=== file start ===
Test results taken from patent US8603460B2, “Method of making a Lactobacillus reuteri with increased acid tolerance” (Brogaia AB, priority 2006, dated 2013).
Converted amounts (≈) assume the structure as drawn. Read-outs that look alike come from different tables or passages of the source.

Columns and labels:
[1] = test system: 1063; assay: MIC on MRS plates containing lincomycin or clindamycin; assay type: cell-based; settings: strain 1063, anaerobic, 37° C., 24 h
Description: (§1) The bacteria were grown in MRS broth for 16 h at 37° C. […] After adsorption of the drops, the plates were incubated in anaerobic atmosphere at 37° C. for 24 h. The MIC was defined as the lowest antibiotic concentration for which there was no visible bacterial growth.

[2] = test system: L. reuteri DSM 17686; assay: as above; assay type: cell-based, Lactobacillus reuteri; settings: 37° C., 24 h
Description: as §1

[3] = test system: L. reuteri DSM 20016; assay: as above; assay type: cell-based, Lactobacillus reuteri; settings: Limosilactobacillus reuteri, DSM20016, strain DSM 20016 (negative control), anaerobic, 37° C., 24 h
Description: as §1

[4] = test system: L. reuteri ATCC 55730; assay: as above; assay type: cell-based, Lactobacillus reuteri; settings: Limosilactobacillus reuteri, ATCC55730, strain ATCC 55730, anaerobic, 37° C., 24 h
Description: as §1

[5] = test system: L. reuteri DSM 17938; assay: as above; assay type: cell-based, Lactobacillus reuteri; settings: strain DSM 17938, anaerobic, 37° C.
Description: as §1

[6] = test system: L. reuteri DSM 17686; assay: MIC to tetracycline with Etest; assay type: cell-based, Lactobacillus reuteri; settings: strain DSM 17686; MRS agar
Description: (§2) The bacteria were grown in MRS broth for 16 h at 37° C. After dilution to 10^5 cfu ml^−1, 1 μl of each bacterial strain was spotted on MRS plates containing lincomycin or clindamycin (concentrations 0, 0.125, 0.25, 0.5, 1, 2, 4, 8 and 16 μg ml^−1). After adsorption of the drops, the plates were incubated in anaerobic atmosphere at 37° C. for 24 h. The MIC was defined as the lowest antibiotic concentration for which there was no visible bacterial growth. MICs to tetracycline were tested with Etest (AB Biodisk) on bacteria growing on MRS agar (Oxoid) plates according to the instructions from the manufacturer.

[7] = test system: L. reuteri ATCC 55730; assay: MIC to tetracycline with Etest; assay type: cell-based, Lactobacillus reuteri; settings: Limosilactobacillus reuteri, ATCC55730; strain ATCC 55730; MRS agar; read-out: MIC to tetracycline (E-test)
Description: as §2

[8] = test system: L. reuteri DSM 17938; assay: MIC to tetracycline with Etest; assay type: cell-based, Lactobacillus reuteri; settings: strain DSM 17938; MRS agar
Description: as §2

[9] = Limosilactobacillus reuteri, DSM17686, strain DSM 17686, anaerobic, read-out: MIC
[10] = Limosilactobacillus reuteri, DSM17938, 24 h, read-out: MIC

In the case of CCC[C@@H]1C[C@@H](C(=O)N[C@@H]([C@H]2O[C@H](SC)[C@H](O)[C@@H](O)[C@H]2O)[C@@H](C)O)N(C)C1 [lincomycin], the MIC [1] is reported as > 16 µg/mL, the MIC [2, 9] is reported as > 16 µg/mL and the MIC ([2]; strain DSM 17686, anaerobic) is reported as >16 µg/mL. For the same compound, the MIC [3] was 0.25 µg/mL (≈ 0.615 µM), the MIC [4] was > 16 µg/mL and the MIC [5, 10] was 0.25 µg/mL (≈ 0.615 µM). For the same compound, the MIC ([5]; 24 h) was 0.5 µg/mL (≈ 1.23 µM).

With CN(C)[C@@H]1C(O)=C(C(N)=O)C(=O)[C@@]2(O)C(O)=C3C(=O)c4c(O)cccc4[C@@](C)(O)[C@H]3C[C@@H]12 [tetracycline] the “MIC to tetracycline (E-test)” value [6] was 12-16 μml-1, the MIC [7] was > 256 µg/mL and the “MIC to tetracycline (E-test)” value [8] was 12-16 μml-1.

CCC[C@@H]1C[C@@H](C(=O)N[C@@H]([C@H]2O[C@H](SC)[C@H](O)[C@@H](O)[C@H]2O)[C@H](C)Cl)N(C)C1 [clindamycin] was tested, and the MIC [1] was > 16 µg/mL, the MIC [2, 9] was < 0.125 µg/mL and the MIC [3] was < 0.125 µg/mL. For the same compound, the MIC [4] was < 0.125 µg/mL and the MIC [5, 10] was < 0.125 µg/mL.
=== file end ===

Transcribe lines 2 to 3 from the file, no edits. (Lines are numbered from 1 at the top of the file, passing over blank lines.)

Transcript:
Converted amounts (≈) assume the structure as drawn. Read-outs that look alike come from different tables or passages of the source.

Columns and labels: